For Vagelis Alexiou, the socialist revolution led by Alexis Tsipras lasted just 12 wonderful days. Turfed out of his job as a cleaner in Greece’s ministry of finance two and a half years ago by a cost-cutting government following orders from the country’s creditors, Mr Alexiou was reinstated on July 1 by a decree passed by Mr Tsipras’ ruling leftwing Syriza party. But the Greek prime minister’s defiance, and Mr Alexiou’s wish to return to his job mopping the floors of the ministry, ended on Monday as Athens capitulated to creditors’ demands for further austerity and economic reform in exchange for a desperately needed €86bn bailout. “I wish Mr Tsipras had said no to Brussels,” says Mr Alexiou, sitting outside the ministry in central Athens, his hope of being rehired now in tatters.
“I hope we can still trust him. He wants to help the workers, the poor people . . . but the creditors will not let him.” Swept to power in January by Greeks tired and angry after five years of punishing austerity, Mr Tsipras promised an end to cost-cutting and the legislative oversight from the EU, ECB and IMF, together with a repeal of measures taken by previous governments that slashed public sector jobs and wages. Those hopes ended in the early hours of Monday morning after 17 hours of bruising negotiations in Brussels, when Greece’s prime minister agreed to the most intrusive reform and austerity program ever demanded by the EU in exchange for cash to keep his county from going bankrupt and exiting the euro zone.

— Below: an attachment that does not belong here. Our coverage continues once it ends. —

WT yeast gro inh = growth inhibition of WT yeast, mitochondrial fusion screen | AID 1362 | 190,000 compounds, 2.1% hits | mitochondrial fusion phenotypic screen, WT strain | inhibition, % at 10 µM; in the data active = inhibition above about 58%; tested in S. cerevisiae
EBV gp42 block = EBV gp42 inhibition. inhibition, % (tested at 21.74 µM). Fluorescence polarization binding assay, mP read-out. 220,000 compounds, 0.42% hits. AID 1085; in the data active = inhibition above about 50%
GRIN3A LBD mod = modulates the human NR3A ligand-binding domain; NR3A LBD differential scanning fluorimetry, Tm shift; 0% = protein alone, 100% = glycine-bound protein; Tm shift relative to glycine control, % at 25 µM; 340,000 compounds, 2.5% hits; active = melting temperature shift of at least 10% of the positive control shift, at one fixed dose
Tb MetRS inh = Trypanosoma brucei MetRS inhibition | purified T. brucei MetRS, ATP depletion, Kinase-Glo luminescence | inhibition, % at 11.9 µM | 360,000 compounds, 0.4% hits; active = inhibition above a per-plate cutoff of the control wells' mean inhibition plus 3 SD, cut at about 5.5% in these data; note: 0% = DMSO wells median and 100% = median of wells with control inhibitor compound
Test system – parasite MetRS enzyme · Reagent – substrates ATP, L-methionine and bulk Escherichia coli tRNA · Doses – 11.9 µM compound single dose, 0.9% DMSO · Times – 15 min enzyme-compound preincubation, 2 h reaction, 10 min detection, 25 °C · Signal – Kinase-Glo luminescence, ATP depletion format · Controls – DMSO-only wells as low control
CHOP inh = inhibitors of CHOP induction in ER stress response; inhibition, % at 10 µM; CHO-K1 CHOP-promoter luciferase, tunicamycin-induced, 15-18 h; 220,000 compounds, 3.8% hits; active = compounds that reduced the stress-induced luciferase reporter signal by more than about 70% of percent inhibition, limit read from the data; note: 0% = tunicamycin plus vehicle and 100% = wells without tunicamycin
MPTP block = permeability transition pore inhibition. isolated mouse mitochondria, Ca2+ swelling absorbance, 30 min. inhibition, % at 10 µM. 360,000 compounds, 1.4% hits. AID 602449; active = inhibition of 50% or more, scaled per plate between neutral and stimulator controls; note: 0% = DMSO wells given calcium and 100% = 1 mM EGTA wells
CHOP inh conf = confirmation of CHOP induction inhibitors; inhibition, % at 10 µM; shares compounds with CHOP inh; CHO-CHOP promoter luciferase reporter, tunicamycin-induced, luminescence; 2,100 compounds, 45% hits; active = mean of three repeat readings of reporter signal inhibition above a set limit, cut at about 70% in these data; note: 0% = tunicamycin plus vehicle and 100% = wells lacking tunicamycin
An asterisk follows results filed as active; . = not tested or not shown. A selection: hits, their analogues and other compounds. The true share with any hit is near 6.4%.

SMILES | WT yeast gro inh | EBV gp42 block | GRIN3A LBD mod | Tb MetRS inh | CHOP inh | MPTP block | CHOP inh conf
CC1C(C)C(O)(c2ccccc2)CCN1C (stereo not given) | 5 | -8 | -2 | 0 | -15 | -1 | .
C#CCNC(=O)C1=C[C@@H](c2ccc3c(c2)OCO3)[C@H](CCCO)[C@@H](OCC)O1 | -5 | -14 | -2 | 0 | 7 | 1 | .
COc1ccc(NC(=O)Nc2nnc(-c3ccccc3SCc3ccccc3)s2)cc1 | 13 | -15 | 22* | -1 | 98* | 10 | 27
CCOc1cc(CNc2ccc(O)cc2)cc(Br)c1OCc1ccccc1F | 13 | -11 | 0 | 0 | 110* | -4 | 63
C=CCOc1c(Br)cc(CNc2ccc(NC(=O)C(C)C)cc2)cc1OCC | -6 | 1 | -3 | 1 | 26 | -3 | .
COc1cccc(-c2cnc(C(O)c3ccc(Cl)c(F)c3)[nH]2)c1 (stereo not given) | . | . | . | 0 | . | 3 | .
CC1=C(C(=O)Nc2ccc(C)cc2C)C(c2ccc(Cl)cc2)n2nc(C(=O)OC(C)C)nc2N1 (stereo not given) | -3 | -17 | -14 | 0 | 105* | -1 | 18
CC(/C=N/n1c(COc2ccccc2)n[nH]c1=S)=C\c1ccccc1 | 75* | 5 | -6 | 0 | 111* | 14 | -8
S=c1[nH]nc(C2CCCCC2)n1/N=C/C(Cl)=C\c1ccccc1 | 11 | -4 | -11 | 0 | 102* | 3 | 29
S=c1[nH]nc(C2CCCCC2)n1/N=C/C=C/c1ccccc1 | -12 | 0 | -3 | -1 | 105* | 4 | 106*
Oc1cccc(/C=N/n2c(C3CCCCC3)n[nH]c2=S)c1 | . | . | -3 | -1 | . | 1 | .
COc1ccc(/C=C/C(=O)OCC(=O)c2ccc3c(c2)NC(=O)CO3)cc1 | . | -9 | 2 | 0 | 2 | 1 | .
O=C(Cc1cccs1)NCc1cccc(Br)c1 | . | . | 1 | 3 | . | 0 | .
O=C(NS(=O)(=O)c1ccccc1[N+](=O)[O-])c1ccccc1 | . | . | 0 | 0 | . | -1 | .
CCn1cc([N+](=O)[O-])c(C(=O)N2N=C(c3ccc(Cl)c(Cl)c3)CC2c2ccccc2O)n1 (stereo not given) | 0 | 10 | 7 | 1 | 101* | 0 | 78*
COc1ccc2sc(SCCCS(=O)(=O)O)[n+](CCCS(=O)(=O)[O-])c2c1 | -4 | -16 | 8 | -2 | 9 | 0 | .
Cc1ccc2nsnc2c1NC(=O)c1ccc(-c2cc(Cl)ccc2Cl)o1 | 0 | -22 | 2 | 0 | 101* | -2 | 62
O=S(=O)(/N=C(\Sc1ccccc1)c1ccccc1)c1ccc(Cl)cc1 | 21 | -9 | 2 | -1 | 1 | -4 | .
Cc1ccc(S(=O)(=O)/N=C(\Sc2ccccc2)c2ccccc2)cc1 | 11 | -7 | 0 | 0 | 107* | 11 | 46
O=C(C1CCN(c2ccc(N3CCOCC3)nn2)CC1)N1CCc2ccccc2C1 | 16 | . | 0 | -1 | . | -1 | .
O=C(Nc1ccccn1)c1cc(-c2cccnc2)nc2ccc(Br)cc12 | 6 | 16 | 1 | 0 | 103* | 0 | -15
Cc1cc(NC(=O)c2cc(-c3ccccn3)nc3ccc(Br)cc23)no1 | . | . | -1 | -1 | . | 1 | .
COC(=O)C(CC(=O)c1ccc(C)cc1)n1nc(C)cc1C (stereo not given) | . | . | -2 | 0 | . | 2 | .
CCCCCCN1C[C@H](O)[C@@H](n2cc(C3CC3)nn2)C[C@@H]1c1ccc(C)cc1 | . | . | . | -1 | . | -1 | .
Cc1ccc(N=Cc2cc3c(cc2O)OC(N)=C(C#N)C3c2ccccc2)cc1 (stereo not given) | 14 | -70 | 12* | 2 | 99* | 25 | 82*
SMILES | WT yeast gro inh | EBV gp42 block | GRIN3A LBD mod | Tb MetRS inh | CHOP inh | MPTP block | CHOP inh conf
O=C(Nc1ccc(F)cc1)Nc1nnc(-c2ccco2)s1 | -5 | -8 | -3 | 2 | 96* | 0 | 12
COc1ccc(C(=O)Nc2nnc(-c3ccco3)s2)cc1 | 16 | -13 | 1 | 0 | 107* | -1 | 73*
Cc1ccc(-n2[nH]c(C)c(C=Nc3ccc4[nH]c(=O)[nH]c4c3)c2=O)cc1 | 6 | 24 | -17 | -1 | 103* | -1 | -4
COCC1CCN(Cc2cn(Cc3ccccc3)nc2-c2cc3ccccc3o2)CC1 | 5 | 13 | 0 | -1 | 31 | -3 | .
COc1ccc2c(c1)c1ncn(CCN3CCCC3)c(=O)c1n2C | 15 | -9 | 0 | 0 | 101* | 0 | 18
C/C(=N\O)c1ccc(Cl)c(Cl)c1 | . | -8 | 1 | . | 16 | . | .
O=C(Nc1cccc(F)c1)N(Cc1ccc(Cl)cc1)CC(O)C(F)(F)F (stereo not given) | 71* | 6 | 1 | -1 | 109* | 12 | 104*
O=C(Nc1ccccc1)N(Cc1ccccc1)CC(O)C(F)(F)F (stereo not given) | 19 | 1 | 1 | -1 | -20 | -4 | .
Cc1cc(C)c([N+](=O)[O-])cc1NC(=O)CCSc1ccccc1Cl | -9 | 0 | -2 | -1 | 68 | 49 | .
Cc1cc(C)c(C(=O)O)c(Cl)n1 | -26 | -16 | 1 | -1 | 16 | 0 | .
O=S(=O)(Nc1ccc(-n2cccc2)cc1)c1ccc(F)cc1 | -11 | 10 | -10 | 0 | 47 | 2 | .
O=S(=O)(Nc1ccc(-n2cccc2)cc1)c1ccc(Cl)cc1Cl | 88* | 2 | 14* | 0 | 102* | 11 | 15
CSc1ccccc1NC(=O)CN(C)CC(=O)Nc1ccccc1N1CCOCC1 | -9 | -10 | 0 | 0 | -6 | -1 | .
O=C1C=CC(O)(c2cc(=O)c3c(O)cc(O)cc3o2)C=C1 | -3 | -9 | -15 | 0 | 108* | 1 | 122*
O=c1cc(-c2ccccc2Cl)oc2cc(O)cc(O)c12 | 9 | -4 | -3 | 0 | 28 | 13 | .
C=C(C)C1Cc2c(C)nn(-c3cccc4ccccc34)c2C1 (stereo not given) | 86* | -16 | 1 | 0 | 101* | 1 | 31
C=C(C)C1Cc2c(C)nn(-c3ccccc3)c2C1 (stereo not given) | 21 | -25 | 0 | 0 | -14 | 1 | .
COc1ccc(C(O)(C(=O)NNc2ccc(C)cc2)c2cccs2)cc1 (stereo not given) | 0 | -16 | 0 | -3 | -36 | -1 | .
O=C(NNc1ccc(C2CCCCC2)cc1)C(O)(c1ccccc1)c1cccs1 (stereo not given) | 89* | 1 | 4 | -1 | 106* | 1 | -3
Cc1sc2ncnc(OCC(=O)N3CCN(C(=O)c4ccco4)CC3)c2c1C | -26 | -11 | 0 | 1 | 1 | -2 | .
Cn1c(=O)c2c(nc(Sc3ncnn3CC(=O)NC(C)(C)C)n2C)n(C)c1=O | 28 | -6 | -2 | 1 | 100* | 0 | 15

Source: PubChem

Everyone but Greece can apply. What about Russia?
The ECB has introduced secret credit lines to Bulgaria and Romania as part of a broader effort to convince foreign regulators not to pull the plug on the local subsidiaries of Greek banks. News of the behind-the-scenes support for the subsidiaries came as ECB governors decided on Thursday to give an extra €900m in emergency funds to Greece’s beleaguered financial sector, a marginal increase to the $89bn in emergency funding it already had. Greece’s Piraeus, National Bank of Greece, Eurobank and Alpha Bank all have substantial assets in central and eastern Europe. If those assets were seized by local regulators, the parent banks would take an immediate capital hit, dealing a potentially terminal blow to Greece’s domestic financial system, which is already hanging by a thread as the country battles to agree a new rescue package with international creditors.
“The fear is that if someone goes first, and pulls the plug, everyone will follow,” said a person familiar with the situation. The person said the ECB had put in place special “swap” arrangements, or bilateral credit lines, with Romania and Bulgaria to reassure them that the Greek banks there would have funding support throughout the current crisis. Similar swap lines, which enable foreign central banks to borrow from the ECB and re-lend that money locally, were used during the eurozone financial crisis, but were typically publicly announced. An official confirmed the existence of the facilities and said they were created to prevent national central banks from doing anything “hastily” and to reassure them that the ECB would be the lender of last resort if the Greek offshoots ran into trouble.
We already know not all banks will open.
Banks in Greece could open their doors on Monday for the first time in three weeks, after the ECB boosted emergency funding for the country’s financial sector by €900m (£630m) and threw its weight behind calls for debt relief for Athens. The ECB president, Mario Draghi, announced the extension of aid to the country’s banks while backing the idea – championed by the IMF but rejected by Germany – that some of Greece’s debts will have to be written off. “It’s uncontroversial that debt relief is necessary and I think that nobody has ever disputed that. The issue is what is the best form of debt relief within our framework, within our legal institutional framework,” said Draghi. “I think we should focus on this point in the coming weeks.”